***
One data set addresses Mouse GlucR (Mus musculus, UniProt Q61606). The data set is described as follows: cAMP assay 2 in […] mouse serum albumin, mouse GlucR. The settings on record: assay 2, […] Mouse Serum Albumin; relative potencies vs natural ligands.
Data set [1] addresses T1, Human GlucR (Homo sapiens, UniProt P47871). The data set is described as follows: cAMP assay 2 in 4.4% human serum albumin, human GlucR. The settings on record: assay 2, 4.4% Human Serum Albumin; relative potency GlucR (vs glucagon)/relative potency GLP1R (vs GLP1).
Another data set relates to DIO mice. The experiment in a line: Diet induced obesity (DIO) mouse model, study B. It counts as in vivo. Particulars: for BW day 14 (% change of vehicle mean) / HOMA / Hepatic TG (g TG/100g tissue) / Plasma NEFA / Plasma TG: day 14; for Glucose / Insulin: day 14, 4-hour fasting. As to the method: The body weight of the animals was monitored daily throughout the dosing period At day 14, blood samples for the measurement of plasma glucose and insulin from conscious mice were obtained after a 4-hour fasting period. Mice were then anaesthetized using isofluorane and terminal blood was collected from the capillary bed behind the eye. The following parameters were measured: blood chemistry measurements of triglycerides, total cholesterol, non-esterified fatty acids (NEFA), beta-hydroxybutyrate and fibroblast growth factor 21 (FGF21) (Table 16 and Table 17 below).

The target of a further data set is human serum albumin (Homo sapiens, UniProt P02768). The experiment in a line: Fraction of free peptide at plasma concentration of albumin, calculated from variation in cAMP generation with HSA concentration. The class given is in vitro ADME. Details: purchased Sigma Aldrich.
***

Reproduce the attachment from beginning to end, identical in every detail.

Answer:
One data set addresses Mouse GlucR (Mus musculus, UniProt Q61606). The data set is described as follows: cAMP assay 2 in […] mouse serum albumin, mouse GlucR. The settings on record: assay 2, […] Mouse Serum Albumin; relative potencies vs natural ligands.
Data set [1] addresses T1, Human GlucR (Homo sapiens, UniProt P47871). The data set is described as follows: cAMP assay 2 in 4.4% human serum albumin, human GlucR. The settings on record: assay 2, 4.4% Human Serum Albumin; relative potency GlucR (vs glucagon)/relative potency GLP1R (vs GLP1).
Another data set relates to DIO mice. The experiment in a line: Diet induced obesity (DIO) mouse model, study B. It counts as in vivo. Particulars: for BW day 14 (% change of vehicle mean) / HOMA / Hepatic TG (g TG/100g tissue) / Plasma NEFA / Plasma TG: day 14; for Glucose / Insulin: day 14, 4-hour fasting. As to the method: The body weight of the animals was monitored daily throughout the dosing period At day 14, blood samples for the measurement of plasma glucose and insulin from conscious mice were obtained after a 4-hour fasting period. Mice were then anaesthetized using isofluorane and terminal blood was collected from the capillary bed behind the eye. The following parameters were measured: blood chemistry measurements of triglycerides, total cholesterol, non-esterified fatty acids (NEFA), beta-hydroxybutyrate and fibroblast growth factor 21 (FGF21) (Table 16 and Table 17 below).

The target of a further data set is human serum albumin (Homo sapiens, UniProt P02768). The experiment in a line: Fraction of free peptide at plasma concentration of albumin, calculated from variation in cAMP generation with HSA concentration. The class given is in vitro ADME. Details: purchased Sigma Aldrich.